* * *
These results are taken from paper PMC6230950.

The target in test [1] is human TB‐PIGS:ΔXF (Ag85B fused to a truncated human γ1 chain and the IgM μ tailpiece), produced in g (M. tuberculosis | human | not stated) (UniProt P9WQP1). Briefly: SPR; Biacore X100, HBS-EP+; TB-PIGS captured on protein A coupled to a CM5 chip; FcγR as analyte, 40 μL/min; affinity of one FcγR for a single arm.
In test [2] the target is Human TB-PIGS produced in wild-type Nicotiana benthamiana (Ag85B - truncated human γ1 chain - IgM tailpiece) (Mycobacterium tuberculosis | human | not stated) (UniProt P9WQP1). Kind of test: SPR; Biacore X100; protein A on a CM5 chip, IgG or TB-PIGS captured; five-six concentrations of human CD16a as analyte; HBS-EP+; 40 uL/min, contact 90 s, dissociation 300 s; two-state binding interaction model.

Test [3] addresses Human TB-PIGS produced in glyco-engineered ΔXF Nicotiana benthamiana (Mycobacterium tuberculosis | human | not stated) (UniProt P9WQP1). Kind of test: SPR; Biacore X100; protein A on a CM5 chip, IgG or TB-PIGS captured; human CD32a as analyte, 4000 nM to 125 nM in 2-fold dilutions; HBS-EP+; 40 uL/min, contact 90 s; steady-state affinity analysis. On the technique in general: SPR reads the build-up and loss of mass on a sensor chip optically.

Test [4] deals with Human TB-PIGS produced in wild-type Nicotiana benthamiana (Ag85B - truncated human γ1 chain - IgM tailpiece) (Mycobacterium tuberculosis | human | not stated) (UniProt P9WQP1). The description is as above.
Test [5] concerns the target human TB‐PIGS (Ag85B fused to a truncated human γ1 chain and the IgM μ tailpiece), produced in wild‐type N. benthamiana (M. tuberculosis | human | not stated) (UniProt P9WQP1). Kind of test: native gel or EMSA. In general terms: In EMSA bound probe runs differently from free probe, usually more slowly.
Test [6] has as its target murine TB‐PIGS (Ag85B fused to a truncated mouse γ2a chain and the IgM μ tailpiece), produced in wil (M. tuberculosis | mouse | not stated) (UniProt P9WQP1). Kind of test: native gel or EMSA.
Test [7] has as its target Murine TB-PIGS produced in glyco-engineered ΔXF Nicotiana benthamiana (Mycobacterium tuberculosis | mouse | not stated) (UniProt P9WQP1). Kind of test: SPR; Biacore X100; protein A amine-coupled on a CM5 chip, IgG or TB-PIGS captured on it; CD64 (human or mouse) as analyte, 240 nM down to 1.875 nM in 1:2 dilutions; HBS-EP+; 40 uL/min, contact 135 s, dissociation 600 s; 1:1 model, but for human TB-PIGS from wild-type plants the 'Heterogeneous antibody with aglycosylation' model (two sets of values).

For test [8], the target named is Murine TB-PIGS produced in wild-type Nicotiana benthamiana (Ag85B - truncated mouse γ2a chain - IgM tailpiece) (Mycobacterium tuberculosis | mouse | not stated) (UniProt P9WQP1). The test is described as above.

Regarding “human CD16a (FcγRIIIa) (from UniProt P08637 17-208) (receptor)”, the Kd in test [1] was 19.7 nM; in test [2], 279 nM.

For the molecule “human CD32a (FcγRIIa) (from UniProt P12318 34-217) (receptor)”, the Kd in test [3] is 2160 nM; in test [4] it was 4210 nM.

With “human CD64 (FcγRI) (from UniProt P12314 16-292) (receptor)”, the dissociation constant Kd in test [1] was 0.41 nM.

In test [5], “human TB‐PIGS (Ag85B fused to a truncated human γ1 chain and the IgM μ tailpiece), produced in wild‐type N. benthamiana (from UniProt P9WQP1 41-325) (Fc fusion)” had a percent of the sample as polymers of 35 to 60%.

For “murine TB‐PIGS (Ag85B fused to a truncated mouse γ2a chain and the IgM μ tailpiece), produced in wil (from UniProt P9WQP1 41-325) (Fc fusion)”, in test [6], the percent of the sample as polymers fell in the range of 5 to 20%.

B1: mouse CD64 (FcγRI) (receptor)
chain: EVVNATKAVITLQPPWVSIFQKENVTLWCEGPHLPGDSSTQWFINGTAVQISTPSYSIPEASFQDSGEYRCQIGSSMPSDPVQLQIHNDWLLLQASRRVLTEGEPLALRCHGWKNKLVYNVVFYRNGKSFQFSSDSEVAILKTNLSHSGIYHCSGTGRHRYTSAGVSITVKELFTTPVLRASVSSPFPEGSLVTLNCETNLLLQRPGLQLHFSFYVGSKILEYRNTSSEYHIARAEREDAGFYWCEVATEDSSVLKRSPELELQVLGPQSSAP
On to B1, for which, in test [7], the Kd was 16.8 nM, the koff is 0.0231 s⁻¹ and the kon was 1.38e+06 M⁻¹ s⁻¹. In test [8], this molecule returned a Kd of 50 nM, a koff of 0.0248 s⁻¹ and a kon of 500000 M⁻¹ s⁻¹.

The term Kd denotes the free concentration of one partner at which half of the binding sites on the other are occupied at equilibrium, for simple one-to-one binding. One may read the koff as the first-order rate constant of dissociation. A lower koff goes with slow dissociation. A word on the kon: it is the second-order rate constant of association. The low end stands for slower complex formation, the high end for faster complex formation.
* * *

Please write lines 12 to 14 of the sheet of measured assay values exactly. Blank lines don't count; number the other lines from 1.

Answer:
With “human CD64 (FcγRI) (from UniProt P12314 16-292) (receptor)”, the dissociation constant Kd in test [1] was 0.41 nM.

In test [5], “human TB‐PIGS (Ag85B fused to a truncated human γ1 chain and the IgM μ tailpiece), produced in wild‐type N. benthamiana (from UniProt P9WQP1 41-325) (Fc fusion)” had a percent of the sample as polymers of 35 to 60%.

For “murine TB‐PIGS (Ag85B fused to a truncated mouse γ2a chain and the IgM μ tailpiece), produced in wil (from UniProt P9WQP1 41-325) (Fc fusion)”, in test [6], the percent of the sample as polymers fell in the range of 5 to 20%.